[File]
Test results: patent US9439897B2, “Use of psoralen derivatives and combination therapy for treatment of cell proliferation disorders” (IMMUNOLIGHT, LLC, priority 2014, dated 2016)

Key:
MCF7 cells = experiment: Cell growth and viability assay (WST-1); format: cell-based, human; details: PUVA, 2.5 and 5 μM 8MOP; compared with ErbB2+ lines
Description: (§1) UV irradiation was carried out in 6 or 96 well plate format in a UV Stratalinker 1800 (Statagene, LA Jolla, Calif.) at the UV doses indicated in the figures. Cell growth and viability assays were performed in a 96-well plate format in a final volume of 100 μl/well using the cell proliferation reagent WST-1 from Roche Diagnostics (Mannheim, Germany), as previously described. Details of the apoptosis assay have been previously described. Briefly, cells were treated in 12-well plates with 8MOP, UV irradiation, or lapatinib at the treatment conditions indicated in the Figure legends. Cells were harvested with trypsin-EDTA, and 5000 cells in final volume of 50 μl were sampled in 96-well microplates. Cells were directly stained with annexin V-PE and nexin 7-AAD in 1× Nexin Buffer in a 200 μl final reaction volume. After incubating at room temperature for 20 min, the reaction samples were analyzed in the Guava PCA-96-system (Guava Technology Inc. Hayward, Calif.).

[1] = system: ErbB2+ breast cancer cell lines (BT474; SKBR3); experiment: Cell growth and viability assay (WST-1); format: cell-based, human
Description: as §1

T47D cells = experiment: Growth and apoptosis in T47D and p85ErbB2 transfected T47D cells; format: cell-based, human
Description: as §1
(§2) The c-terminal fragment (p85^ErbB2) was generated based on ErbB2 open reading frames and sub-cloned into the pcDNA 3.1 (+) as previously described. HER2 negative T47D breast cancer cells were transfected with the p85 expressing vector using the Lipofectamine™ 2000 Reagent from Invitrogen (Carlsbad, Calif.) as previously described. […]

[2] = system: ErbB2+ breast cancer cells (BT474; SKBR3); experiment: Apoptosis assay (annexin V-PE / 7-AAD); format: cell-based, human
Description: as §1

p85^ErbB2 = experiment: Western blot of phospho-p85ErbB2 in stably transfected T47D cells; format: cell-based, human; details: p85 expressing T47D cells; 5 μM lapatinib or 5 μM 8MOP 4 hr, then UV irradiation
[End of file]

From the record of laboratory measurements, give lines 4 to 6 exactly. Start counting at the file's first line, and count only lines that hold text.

Description: (§1) UV irradiation was carried out in 6 or 96 well plate format in a UV Stratalinker 1800 (Statagene, LA Jolla, Calif.) at the UV doses indicated in the figures. Cell growth and viability assays were performed in a 96-well plate format in a final volume of 100 μl/well using the cell proliferation reagent WST-1 from Roche Diagnostics (Mannheim, Germany), as previously described. Details of the apoptosis assay have been previously described. Briefly, cells were treated in 12-well plates with 8MOP, UV irradiation, or lapatinib at the treatment conditions indicated in the Figure legends. Cells were harvested with trypsin-EDTA, and 5000 cells in final volume of 50 μl were sampled in 96-well microplates. Cells were directly stained with annexin V-PE and nexin 7-AAD in 1× Nexin Buffer in a 200 μl final reaction volume. After incubating at room temperature for 20 min, the reaction samples were analyzed in the Guava PCA-96-system (Guava Technology Inc. Hayward, Calif.).

[1] = system: ErbB2+ breast cancer cell lines (BT474; SKBR3); experiment: Cell growth and viability assay (WST-1); format: cell-based, human
Description: as §1